The religious organization Christian Aid Ministries announced, Sunday, November 21, the release of two of the seventeen North American hostages, kidnapped in Haiti on October 16. The group of sixteen American citizens and one Canadian, among whom were children, had been kidnapped by a gang on the outskirts of the Haitian capital Port-au-Prince.
“Only limited information can be provided, but we are able to indicate that the two hostages who have been released are safe and sound, in good spirits and in care,” Christian Aid Ministries said in a statement published on its website. For security reasons, this church did not release the names or the location of the people concerned, nor the reason for their release.
The missionaries and their families were returning from a visit to an orphanage located about thirty kilometers east of the Haitian capital, when they were kidnapped by a gang called “400 Mawozo”, according to a security source. The church said the group consisted of twelve adults, aged between 18 and 48, and five children aged 8 months, 3, 6, 13 and 15 years old. The gang members had claimed one million dollars (about 890,000 euros) per person held captive, according to information gathered by Agence France-Presse (AFP).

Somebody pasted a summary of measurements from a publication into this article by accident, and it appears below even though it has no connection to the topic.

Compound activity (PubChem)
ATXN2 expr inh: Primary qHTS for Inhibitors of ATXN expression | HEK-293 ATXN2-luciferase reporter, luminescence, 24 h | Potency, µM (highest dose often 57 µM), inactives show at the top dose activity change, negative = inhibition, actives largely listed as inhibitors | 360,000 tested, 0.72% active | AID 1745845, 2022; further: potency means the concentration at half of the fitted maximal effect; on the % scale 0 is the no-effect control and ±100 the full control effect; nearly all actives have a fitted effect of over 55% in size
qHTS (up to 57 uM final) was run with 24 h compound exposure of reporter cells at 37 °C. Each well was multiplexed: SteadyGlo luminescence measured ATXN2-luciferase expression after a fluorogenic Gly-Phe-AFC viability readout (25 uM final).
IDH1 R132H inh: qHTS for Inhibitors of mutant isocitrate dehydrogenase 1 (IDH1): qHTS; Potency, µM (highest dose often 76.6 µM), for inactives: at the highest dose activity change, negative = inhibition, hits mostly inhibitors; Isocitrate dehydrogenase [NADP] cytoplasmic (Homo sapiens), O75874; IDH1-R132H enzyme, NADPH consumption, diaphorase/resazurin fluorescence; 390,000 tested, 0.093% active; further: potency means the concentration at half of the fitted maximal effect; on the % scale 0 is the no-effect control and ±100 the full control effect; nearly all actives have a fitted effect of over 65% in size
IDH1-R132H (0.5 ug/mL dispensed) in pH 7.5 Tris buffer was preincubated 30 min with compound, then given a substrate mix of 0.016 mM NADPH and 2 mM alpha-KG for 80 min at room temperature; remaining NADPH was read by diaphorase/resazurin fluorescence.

In a video posted at the end of October on social networks, the leader of this armed gang threatened to execute the hostages. A few days later, the Haitian police announced “To have received proof of life from all the hostages”. Several FBI agents collaborate with the Haitian authorities and the cell against kidnapping of the national police which has been negotiating for more than a month with the kidnappers.
Explosion of villainous kidnappings in 2021
Haiti is classified as a country in the red zone by the United States which advises its nationals not to go there, in particular because of the numerous kidnappings of which “The victims regularly include American citizens”. Last week, the United States and Canada also recommended their nationals living in Haiti to plan to leave the country where armed gangs are expanding their control, causing a severe fuel shortage.
The armed bands, which for years have controlled the poorest districts of the Haitian capital, have extended their power to Port-au-Prince and its surroundings, where they are increasing the number of villainous kidnappings. They have committed more than 800 kidnappings for ransom since the start of the year, against 231 during the same period in 2020, according to the Center for Analysis and Research in Human Rights, located in the Haitian capital.
In April, ten people including seven members of the Catholic clergy, five Haitian clergymen as well as a nun and a French priest, were also kidnapped by this gang in the same area located about fifteen kilometers from the center of the capital. Three of them were released after twenty days.
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Haiti: release announced of two of the seventeen North American missionaries kidnapped in mid-October